Cooking with Chestnuts w/ Merchant Gourmet

A few weeks ago I got to pop along to a Christmas in July event hosted by Merchant Gourmet. Like me, you may know them better for their pre prepared puy lentils which are amazing to add in salads but they have a bigger range of products which include whole chestnuts and chestnut puree. The aim of the event was to inspire us to use chestnuts in our cooking; I first tried a chestnut either last Christmas or the one before and was pleasantly surprised that I actually like them! With such limited experience of them I certainly hadn't considered using them to cook with!

I took some pictures at the event which are enough to get anyones mouth watering! I also have the recipe for my favourite creation from the lunch!

Roast Cod Squash Bacon and Chestnuts with Lemon and Butter

"This is a glorious combination of sweet, succulent and salty with the butter giving it a smooth finish and the lemon adding a sunny smile." By Merchant Gourmet Cook, Alex Mackay

Meal Type: Main
Cooking Time: 30-60 minutes
Dietary Options: Gluten-free

3 tbsp vegetable oil (you could use goose fat for a little treat)
12 shallots, peeled
Half an average sized (1kg) butternut squash, peeled, de-seeded, cut to roughly the same size as the chestnuts
1, 180g pouch of Merchant Gourmet Whole Chestnuts, separated
150g bacon lardons
120g unsalted butter
1, 20g-25g bunch (average supermarket size) of flat leaf parsley, leaves picked from the stalks
4 filets of cod, 150g each, skin on (you could also use pollock or hake)
Zest of 1 lemon and 2 tbsp juice
2 tbsp water
Salt, black pepper and sugar


Prep ahead: The shallots, squash and chestnuts can be prepared, up to the point of roasting, hours or even a day ahead.

Pre-Heat your oven to 230C/Gas Mark 8, upper middle shelf. Boil your kettle. Put a bowl next to your cooker to drain fat into. Heat a low sided baking tray just large enough to hold the vegetables with 1 and 1/2 tbsp of vegetable oil, for 5 minutes in the oven.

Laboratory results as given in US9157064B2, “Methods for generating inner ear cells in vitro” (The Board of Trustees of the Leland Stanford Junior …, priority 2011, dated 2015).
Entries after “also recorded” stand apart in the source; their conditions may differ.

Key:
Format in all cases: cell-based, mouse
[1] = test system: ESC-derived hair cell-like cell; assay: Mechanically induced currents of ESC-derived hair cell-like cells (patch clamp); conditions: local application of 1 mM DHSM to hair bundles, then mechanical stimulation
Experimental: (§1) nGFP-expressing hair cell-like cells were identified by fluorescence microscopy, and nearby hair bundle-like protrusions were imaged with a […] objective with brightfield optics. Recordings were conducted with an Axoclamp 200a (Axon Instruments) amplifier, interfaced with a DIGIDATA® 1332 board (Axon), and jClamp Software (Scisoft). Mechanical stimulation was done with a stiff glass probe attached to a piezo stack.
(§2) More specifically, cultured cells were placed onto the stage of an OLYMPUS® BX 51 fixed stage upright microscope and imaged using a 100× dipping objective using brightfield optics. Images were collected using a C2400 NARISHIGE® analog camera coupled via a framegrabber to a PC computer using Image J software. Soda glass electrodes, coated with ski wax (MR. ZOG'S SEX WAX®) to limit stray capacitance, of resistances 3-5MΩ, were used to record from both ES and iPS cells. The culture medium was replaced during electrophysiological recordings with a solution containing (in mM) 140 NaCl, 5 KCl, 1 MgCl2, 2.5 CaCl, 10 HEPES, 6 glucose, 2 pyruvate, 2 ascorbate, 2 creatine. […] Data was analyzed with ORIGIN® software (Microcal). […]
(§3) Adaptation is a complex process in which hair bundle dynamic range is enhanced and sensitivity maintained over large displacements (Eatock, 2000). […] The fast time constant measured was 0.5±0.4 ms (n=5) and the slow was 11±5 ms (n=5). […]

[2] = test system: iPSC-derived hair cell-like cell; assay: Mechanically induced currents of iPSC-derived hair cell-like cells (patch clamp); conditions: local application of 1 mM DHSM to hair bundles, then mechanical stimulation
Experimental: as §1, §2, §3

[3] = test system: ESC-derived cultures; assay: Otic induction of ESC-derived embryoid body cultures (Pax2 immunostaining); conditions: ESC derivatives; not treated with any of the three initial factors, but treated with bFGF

Add the shallots and squash to the baking tray. Season with salt and pepper and toss them until they are well coated with the oil. Roast for 15 minutes, turning the vegetables once and basting with a heatproof brush. Add the chestnuts, a third of the butter and the bacon. Roast for 7-10 minutes more or until golden.

Get a large frying pan very hot with 1 and 1/2 tbsp vegetable oil. Season the cod. Fry on the flesh side over a very high heat for for 2 minutes. Lower the heat slightly, drain the fat into the bowl next to your cooker, add a third of the butter and fry for a further 2 minutes, turn the cod then fry for 3-4 minutes until the skin is crisp and the cod is just cooked through.

Put the cod on top of the roasted vegetables and chestnuts. Add the lemon juice, lemon zest and water to the pan. Bring to the boil. Stir in the remaining butter and the parsley. Turn off the heat, season to taste.

Spoon the cooking juices over everything except the cod skin. Serve from the baking tray.

...and Enjoy :) 

Elle :) 


Swim Dem Crew: Katherine's Story

Whilst on my journey to learn to swim so I could take part in my first ever triathlon, I came across Swim Dem Crew. They ended up playing a pretty crucial role in my journey; it was with them that I first entered a 50m pool and a pool with a deep end! Watching their journey inspired me on mine and I wanted to share some of that with you!

Recent research from the Amateur Swimming Association found that one in five adults couldn’t swim. With this insight, Run Dem Crew lynchpin Charlie Dark, and ex-Blue Peter presenter Andy Akinwolere, introduced Swim Dem Crew (based mainly in East London) – an exciting new cultural youth movement launched in January 2015 that set out to get more young people into the pool and overcome their fears of swimming - supported by Speedo. 

My fitness buddy, Katherine, has been a part of the movement from day 1 and kindly scribbled her story down so I could share it with you...